The house
We were staying in one of the oldest houses here. It's the one-time grandparental home of our landlord, Faysal. We had it to ourselves. The selling point is to live in the traditional Moroccan way. It's definitely rustic, and the experience was instructive.

View from the house corner: The High Atlas
Entrance to our bedroom (lower)
It has a central courtyard with an orange tree offering shade. The bathroom is a semi-al-fresco shower, the toilet is traditional style for these parts. It's all clean and fresh. The rooms we had access to have small or no windows. They're dark but, notwithstanding the considerable heat, cool.

Staying here engenders empathy with the people who lived this way. Faysal's grandparents were notables in this community, his grandfather being the leader of the local mosque. Wherever we walked with their grandson, he was known, acknowledged and greeted respectfully.

The ablutions 
Traditional loo
Faysal is mid-thirties and, prompted by lack of opportunity for young people, is a budding entrepreneur. The Pigeon House is a manifestation of this.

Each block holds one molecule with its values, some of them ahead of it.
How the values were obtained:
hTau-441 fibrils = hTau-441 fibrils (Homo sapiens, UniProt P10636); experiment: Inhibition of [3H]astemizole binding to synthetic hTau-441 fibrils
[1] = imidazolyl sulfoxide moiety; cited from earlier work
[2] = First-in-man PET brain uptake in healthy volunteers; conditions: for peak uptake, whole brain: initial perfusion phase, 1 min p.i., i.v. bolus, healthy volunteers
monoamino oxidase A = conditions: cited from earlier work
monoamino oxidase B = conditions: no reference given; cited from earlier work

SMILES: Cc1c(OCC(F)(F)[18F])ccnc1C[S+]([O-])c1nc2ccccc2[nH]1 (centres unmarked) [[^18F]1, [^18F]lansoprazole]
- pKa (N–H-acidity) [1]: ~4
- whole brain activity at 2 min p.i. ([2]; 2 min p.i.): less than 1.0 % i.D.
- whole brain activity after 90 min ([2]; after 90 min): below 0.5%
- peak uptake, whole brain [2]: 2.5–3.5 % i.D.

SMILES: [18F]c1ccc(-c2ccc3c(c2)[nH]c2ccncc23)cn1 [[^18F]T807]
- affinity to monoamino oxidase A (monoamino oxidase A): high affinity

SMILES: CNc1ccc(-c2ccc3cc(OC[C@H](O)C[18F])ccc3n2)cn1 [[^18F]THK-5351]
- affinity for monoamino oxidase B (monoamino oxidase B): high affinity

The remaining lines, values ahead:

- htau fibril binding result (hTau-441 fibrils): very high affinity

He also works on the family farmland (roughly nine acres), but climate-change rain shortage means there's no olive crop this year. The papaya trees he planted have died. The drought means his well does not now reach the water and he needs to raise funds to deepen it. He needs two meters more at around 1,500 dirham (£140) per meter.

He has a plan, though. He wants to build four holiday bungalows, a cafe/restaurant and a swimming pool on the family land and create a mini holiday complex. He can offer, he tells us, trekking in the Atlas Mountains, visits to the nearby fortified town of Taroudant, local cooking classes and massage sessions. The cost of building he thinks would be £20,000.

Angelika suggested crowd-funding as a method of financing the project. He hadn't heard of the approach but will look into it. He showed us his plans. He's a likeable young man and it's impossible not to hope the plans work out.

Taroudant at dusk
He took us into Taroudant. It's buzzy, energetic and there was a pleasant intimacy to him showing us his stomping ground.

The Atlantic
I'm writing this in Sidi Ifni, a seaside town on the Atlantic coast. We've (more or less) left the hills and, after some while travelling west, sandwiched between Atlas mountains of various appellations, we're finally, definitely heading south.

More of this later!

Wednesday, October 23, 2019

Becalmed in the desert

The Sahara

In the wind